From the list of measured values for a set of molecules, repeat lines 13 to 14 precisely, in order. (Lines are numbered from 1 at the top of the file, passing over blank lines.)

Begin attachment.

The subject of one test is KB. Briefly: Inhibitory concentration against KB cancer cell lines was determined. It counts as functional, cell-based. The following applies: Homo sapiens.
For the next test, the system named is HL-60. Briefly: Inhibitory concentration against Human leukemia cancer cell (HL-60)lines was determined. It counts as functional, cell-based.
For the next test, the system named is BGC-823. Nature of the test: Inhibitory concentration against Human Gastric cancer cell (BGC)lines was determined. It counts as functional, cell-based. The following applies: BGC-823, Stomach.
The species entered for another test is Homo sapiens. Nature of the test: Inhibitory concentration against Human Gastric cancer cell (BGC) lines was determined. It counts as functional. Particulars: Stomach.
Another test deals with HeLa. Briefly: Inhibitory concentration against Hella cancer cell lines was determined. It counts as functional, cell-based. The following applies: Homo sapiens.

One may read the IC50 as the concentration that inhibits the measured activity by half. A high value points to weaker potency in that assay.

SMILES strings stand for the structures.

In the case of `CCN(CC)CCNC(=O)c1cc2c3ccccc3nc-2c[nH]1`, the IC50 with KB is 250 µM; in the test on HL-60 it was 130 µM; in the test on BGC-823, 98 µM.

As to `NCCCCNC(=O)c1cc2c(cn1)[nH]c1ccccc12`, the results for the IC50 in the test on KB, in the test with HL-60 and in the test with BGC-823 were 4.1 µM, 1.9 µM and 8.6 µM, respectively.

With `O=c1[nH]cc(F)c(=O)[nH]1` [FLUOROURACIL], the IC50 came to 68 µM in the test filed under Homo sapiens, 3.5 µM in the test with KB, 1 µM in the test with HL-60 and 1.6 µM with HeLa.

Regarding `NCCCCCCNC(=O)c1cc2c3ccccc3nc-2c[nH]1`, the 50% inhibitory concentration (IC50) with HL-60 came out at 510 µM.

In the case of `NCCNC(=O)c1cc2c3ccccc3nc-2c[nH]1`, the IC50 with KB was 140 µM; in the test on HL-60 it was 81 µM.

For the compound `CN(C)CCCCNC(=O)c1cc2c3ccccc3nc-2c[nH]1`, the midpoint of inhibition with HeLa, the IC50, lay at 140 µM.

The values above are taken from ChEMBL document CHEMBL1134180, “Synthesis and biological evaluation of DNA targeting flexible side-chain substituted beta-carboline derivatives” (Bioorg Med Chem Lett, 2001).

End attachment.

For the compound `CN(C)CCCCNC(=O)c1cc2c3ccccc3nc-2c[nH]1`, the midpoint of inhibition with HeLa, the IC50, lay at 140 µM.

The values above are taken from ChEMBL document CHEMBL1134180, “Synthesis and biological evaluation of DNA targeting flexible side-chain substituted beta-carboline derivatives” (Bioorg Med Chem Lett, 2001).